New York Taxi Drivers To Strike Over GPS 293

Stony Stevenson notes a NYTimes story on labor unrest caused by high-tech privacy concerns. One organization of taxi drivers plans a 48-hour strike, while another opposes any such action. "One taxi group plans to strike from 5 a.m. Sept. 5, through 5 a.m. Sept. 7, in opposition to New York City's requirement that all cabs be equipped with GPS technology beginning Oct. 1... saying GPS infringes on drivers' privacy... The Taxi and Limousine Commission passed a rule stating that all New York City cabs must have touch-screen display panels, credit card readers, and GPS beginning this year. Many taxis already are equipped with the technologies, which allow passengers to get news, route data, and other information. The TLC claims that the technology will not be used to invade drivers' privacy but will provide real-time maps and help passengers recover lost property."

BioShock Installs a Rootkit 529

An anonymous reader writes "Sony (the owner of SecureROM copy protection) is still up to its old tricks. One would think that they would have learned their lesson after the music CD DRM fiasco, which cost them millions. However, they have now started infesting PC gaming with their invasive DRM. Facts have surfaced that show that the recently released PC game BioShock installs a rootkit, which embeds itself into Explorer, as part of its SecureROM copy-protection scheme. Not only that, but just installing the demo infects your system with the rootkit. This begs the question: Since when did demos need copy protection?"

Crytek Considers Leaving Germany Over Game Law 124

Heise is reporting that the largest German game developer and makers of the much-anticipated upcoming title Crysis, Crytek, are considering leaving the country in anticipation of a new restrictive law. "The Conference of Interior Ministers (IMK) of the countries had unanimously decided on a production and distribution ban for violent computer games for the first time in the end of May. The responsible Federal Ministry of Family Affairs is presently working on a less drastic draft of a law for the protection of children and youth. Instead of only the previous 'violence glorifying' games, also the 'violence dominated' games should be indexed by the Federal Department for Media Harmful to Young Persons (BPjM) in the future. These may then no longer be advertised and sold to youths."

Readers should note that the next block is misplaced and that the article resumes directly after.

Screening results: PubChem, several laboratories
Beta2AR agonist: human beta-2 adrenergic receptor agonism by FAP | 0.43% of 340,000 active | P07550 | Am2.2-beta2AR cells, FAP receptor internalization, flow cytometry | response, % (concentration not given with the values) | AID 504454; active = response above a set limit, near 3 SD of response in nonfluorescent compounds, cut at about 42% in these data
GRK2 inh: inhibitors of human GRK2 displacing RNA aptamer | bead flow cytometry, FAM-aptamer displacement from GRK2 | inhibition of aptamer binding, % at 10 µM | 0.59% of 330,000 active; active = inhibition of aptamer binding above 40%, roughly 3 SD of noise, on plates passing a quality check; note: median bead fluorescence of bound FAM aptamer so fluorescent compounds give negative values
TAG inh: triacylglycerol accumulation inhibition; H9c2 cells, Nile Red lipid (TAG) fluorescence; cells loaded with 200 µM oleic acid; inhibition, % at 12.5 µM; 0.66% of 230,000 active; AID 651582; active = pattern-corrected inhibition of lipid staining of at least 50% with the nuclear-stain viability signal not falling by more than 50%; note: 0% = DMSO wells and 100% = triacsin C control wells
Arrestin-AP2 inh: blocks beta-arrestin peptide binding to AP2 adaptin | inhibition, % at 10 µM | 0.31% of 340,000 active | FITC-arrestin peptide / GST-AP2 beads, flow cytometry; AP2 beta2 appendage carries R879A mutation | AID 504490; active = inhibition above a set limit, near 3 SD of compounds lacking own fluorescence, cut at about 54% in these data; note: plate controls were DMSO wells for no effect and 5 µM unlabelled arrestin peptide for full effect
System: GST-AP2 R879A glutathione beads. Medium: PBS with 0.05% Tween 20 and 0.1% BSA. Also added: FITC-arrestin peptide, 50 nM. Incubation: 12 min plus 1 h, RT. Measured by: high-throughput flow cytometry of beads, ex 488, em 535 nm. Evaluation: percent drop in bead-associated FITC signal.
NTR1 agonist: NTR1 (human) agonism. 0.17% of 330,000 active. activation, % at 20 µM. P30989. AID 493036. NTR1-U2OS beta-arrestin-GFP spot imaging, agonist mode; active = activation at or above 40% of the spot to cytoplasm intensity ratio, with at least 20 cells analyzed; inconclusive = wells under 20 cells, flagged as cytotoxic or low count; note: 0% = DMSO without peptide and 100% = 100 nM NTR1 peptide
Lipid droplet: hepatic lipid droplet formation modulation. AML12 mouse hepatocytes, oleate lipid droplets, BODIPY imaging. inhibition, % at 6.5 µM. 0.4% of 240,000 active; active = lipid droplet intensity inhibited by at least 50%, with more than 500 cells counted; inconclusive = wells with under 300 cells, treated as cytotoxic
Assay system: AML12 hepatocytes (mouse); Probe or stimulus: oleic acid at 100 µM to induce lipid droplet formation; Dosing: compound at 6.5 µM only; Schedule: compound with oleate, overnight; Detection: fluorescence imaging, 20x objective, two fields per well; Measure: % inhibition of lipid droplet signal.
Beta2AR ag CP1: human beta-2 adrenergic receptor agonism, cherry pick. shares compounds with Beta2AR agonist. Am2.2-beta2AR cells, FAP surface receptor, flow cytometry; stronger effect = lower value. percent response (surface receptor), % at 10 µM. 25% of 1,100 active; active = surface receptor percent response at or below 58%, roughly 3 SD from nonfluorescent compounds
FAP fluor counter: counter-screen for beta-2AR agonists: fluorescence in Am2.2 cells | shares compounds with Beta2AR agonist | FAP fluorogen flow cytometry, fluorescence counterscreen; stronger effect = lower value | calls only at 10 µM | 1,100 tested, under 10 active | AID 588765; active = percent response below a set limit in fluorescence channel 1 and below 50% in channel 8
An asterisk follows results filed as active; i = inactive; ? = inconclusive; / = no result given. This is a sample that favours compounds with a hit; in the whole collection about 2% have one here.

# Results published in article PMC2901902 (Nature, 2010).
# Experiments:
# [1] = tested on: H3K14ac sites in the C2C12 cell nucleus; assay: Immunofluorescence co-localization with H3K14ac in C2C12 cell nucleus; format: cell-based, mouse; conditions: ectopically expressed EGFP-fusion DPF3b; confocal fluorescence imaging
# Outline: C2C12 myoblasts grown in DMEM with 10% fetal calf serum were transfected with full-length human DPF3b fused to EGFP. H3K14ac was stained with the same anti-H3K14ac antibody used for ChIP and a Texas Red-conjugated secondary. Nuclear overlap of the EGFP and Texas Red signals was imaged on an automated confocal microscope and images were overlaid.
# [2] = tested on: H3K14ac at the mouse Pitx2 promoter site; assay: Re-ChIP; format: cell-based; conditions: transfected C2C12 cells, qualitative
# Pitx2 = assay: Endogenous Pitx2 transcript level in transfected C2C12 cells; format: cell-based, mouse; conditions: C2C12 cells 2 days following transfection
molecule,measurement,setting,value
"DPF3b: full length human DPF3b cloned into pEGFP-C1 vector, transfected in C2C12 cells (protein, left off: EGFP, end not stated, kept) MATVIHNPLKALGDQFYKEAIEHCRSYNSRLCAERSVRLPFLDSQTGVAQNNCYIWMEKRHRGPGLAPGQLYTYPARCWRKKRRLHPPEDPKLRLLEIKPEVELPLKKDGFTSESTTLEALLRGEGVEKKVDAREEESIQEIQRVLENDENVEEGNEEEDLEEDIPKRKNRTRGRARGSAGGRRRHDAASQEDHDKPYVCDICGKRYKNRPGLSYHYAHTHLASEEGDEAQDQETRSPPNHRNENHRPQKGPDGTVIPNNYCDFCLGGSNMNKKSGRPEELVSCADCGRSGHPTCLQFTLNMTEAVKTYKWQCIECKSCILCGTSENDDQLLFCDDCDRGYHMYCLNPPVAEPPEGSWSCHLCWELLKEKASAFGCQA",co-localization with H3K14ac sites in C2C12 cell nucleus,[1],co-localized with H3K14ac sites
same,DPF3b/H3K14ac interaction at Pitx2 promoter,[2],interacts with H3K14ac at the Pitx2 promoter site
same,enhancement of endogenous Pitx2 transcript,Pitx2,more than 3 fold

Free Tuition for Math, Science, and Engineering? 766

Gibbs-Duhem writes "Montana Democratic Senator Max Baucus wants free college tuition for US math, science, and engineering majors conditional upon working or teaching in the field for at least four years. From the article: 'The goal, he said in an interview last week, is to better prepare children for school and get more of them into college to make the United States more globally competitive, particularly with countries like China and India. "I think the challenge is fierce, and I think we have a real obligation to go the extra mile and redo things a bit differently, so we leave this place in better shape than we found it," Baucus said.' Do you think this would help with the US's lackluster performance in these fields?"